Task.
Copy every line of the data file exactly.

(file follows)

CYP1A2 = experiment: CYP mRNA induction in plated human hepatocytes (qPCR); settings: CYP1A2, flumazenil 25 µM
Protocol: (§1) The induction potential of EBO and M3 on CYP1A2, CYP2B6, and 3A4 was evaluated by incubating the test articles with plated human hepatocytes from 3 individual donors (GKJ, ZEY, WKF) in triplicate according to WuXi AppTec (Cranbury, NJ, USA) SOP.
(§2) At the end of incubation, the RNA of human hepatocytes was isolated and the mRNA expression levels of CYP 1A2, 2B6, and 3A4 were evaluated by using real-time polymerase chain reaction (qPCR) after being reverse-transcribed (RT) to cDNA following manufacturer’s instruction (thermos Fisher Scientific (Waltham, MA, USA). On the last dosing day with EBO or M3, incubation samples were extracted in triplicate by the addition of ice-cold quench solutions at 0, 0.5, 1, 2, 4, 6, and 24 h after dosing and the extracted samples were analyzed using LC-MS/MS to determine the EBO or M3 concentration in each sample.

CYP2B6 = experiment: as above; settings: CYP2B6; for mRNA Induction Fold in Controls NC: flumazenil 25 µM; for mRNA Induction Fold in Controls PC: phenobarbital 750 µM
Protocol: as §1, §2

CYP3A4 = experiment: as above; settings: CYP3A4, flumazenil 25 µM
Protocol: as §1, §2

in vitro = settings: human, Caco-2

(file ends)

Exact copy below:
CYP1A2 = experiment: CYP mRNA induction in plated human hepatocytes (qPCR); settings: CYP1A2, flumazenil 25 µM
Protocol: (§1) The induction potential of EBO and M3 on CYP1A2, CYP2B6, and 3A4 was evaluated by incubating the test articles with plated human hepatocytes from 3 individual donors (GKJ, ZEY, WKF) in triplicate according to WuXi AppTec (Cranbury, NJ, USA) SOP.
(§2) At the end of incubation, the RNA of human hepatocytes was isolated and the mRNA expression levels of CYP 1A2, 2B6, and 3A4 were evaluated by using real-time polymerase chain reaction (qPCR) after being reverse-transcribed (RT) to cDNA following manufacturer’s instruction (thermos Fisher Scientific (Waltham, MA, USA). On the last dosing day with EBO or M3, incubation samples were extracted in triplicate by the addition of ice-cold quench solutions at 0, 0.5, 1, 2, 4, 6, and 24 h after dosing and the extracted samples were analyzed using LC-MS/MS to determine the EBO or M3 concentration in each sample.

CYP2B6 = experiment: as above; settings: CYP2B6; for mRNA Induction Fold in Controls NC: flumazenil 25 µM; for mRNA Induction Fold in Controls PC: phenobarbital 750 µM
Protocol: as §1, §2

CYP3A4 = experiment: as above; settings: CYP3A4, flumazenil 25 µM
Protocol: as §1, §2

in vitro = settings: human, Caco-2